The Hip-Hop forefathers such as Gill Scott-Heron, or the Last Poets gave a second wind to celebratory and protest songs, creating the blueprint for a new genre framed in its current social circumstances. In the 70s, the Harlem based group performed vitriolic commentaries laced with immense wisdom and backed with an enchanting fusion of reggae, dub, jazz, and African percussion. “Understand what black is” is a timeless ode to blackness and humanity that penetrated the consciousness of generations to come. Their tracks were sampled by Biggie, NWA, A Tribe called Quest, and many more, keeping the legacy alive.

“Black is humanity Making hope stand tall and not wilt Because Black knows Did it before Tested by fire Washed in the waters of life”

Themes of police brutality, crime, drugs, black power, and liberation punctuated the flow of the 80s and 90s with anthems akin to “Fight the Power” by Public Enemy. Storytelling embraced another meaning with Nas’ emblematic album “Illmatic”, holding a mirror to the inner-city youth and culture. His sharp delivery and acute depiction of New York percolated the streets of so many and rose beyond limits.

Whether it is about race, class or gender, music does not shy away from controversy. On the contrary, not only does it speak volume to the masses, but it also taps into our collective rage at times where racial tensions are heightened, and fundamental rights are threatened. As Yassin Bey’s UMI once said “shine a light on your world / shine a light for the world to see”. In tune with the world and their times, artists made history out of history.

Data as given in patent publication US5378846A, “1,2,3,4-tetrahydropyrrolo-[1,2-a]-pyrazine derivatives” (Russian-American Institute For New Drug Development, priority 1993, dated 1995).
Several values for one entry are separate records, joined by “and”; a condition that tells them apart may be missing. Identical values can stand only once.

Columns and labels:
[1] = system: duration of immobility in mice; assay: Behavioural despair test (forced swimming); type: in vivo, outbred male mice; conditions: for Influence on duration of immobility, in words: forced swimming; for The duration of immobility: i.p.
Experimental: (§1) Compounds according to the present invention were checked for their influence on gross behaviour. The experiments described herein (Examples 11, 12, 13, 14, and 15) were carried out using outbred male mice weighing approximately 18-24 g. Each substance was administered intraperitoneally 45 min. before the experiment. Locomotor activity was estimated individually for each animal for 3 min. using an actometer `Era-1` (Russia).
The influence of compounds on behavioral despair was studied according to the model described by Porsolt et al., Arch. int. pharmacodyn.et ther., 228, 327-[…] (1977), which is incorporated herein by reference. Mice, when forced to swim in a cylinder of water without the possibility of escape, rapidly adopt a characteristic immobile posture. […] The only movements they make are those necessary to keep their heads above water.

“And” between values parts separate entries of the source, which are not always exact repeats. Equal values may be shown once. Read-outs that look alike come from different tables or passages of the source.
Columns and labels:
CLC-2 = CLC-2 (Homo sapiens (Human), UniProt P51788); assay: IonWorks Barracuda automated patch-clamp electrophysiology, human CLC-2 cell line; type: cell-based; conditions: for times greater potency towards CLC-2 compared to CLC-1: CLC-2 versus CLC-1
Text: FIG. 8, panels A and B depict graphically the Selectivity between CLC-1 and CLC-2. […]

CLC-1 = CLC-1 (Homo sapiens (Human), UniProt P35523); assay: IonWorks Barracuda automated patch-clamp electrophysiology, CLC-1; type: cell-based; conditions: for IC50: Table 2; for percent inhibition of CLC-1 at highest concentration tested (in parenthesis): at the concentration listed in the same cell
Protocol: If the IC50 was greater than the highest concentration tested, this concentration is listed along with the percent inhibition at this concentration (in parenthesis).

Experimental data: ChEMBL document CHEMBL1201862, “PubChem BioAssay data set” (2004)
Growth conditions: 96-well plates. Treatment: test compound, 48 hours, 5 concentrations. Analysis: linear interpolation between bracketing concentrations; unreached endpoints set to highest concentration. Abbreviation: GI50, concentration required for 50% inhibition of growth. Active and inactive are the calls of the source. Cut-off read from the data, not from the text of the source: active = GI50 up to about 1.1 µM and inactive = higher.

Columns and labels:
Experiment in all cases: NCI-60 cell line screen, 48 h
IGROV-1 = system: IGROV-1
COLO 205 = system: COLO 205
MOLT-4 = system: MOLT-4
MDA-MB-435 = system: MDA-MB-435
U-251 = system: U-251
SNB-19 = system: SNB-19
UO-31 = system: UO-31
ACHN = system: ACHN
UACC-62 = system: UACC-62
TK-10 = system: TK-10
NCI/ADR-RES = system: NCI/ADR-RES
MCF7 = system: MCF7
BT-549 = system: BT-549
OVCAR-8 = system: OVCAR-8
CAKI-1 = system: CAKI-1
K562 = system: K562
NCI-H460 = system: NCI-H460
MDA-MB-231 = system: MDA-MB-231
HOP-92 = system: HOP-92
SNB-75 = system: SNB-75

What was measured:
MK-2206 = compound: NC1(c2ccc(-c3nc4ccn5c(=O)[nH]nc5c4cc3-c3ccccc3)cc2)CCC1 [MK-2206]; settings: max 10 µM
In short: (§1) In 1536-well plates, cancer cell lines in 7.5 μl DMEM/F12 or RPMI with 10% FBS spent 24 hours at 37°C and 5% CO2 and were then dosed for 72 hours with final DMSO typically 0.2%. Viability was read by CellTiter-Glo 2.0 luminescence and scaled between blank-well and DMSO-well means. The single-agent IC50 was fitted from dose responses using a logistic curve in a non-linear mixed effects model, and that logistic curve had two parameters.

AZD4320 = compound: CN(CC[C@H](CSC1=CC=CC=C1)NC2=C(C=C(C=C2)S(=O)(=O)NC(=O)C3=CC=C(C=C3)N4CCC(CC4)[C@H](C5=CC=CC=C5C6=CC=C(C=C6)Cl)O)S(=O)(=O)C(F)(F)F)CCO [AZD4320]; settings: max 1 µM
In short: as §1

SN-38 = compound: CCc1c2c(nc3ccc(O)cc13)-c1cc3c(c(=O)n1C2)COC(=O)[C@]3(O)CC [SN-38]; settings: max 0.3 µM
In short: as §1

In the light of recent events, we wanted to highlight a few songs that may have gone under the radar but have nonetheless captured searing images of our current society.

Starting with “It ain’t fair” - The Roots Ft Bilal:

The music truly speaks for itself, delivering a plethora of memorable and timeless quotes such as the following “Justice is never color blind, never gun shine / For one crime, you may never see the sunshine”.

War - King Los:

In his first single off “God, Money,War”, King Los paints with one stroke brush vivid imageries of social topics and conflicts.

“Basquiat” - Jamila Woods Ft Saba:

“Legacy! Legacy!”, an album documenting historical moments of black empowerment. Each song is named after a staple figure and tells their story from their point of view, much like "self-portraits". Basquiat, "the radiant child" was often asked in interviews "what makes you angry?”, an invasive question implying that he should suppress his anger.

Song 33 - Noname:

In what seems to be simultaneously a whetted retort to J Cole’s bruised ego and a response to the recent events, this time, Noname sharpens her pen again to galvanise the crowds for what matters: black lives. She pays homage to Oluwatoyin Salau, George Floyd, and the many victims of patriarchy and institutionalized racism.

Lockdown - Anderson Paak:

Released on Juneteenth, Anderson Paak crystallizes the complex emotions that were born out of the current climate. From a pandemic to police violence, “Lockdown” addresses the world state of mind in a poignant protest song.

A playlist is available for more audible moments of resistance.